Diabetes is the inability of the body to create or use insulin, a hormone secreted by the pancreas that enables sugar or glucose, to enter the cells. Diabetes is a serious, chronic metabolic disorder in which the body either does not produce enough insulin or does not respond to the insulin being produced.

The body normally breaks down most of our food into glucose, a sugar that serves as the body’s main source of energy. In order for glucose to move into the cells of the body, it requires the help of insulin, a hormone produced by the pancreas. In healthy individuals, the body usually produces enough insulin to do this, but for people with diabetes, this does not occur. This causes glucose to build up in the blood instead of moving into the cells. Too much glucose in the blood can lead to serious health problems that may damage the blood vessels, nerves, heart, eyes and kidneys. While diabetes can lead to serious complications, it can often be successfully managed through diet, lifestyle modifications or medication.

request an appointment

Types of Diabetes

There are several different forms of diabetes.

Type 1 Diabetes

Type 1 diabetes is sometimes referred to as juvenile diabetes, because it is often diagnosed in children, however it can also affect adults. Type 1 diabetes is the result of an autoimmune disease in which the body attacks the insulin-producing cells of the pancreas, disabling the body’s ability to produce insulin.

Type 2 Diabetes

Type 2 diabetes is the most common form of preventable diabetes and is influenced by age, obesity and family history. Although the pancreas usually produces enough insulin, the body cannot use it effectively and production slowly decreases.


Prediabetes is a condition in which blood glucose levels are high but not high enough to diagnose diabetes. A diagnosis of prediabetes puts the patient at a higher risk of developing type 2 diabetes. Prediabetes is often addressed by losing weight and incorporating a daily exercise regimen.

Gestational Diabetes

Gestational diabetes is characterized by high levels of blood sugar during the later stages of pregnancy. While the exact cause is not completely understood, it is suspected that the hormones produced during pregnancy prevent insulin in the mother’s body from working, resulting in insulin resistance and hyperglycemia. Gestational diabetes does not cause birth defects but it can affect the baby’s glucose levels and result in a larger birth weight. Most cases of gestational diabetes resolve at the end of the pregnancy but may increase the risk of developing again in future pregnancies.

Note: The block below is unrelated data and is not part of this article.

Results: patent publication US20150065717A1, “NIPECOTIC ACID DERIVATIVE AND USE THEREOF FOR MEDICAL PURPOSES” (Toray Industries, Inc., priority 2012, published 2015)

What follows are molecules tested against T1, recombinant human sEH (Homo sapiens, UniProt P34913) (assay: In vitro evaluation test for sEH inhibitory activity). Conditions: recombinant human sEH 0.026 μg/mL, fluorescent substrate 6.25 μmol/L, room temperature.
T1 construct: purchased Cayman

Most forms of diabetes can be managed, and with medical treatment or lifestyle modifications, people can live relatively healthy lives.

Symptoms of Diabetes

While type 1 diabetes usually develops during childhood or adolescence, it can also manifest during adulthood. Symptoms of type 1 diabetes may include:

  • Frequent urination
  • Increased thirst
  • Hunger
  • Unusual weight loss
  • Fatigue
  • Irritability

Symptoms of type 2 diabetes commonly develop in adulthood and may include the same symptoms as type 1 diabetes as well as:

  • Blurry vision
  • Frequent infections
  • Tingling or numbness in the hands or feet
  • Cuts or bruises that heal slowly
  • Recurring skin, mouth, vaginal or bladder infections

Some people with type 2 diabetes may not notice any symptoms at all.

Risk Factors of Diabetes

The exact cause of diabetes is not clear, however, there are risk factors for developing diabetes. Risks of developing type 1 diabetes include: the presence of autoantibodies (damaging immune system cells), a family history of diabetes and environmental factors. Risks for developing type 2 diabetes and prediabetes increase as people age and also may include:

  • Being overweight
  • Lack of exercise
  • Family history
  • Being black or a hispanic race
  • History of gestational diabetes
  • Polycystic ovary syndrome
  • High blood pressure
  • Low level of HDL cholesterol
  • Elevated triglycerides

The risks of gestational diabetes include:

  • Being over the age of 25
  • Being overweight prior to pregnancy
  • A family history of diabetes
  • Gestational diabetes in a prior pregnancy
  • Being black or a hispanic race

The risk of gestational diabetes increases if a woman is diagnosed with prediabetes prior to pregnancy.

Diagnosis of Diabetes

If symptoms occur and diabetes is suspected, tests may include urine tests and blood tests to measure glucose and blood sugar levels. Tests may include: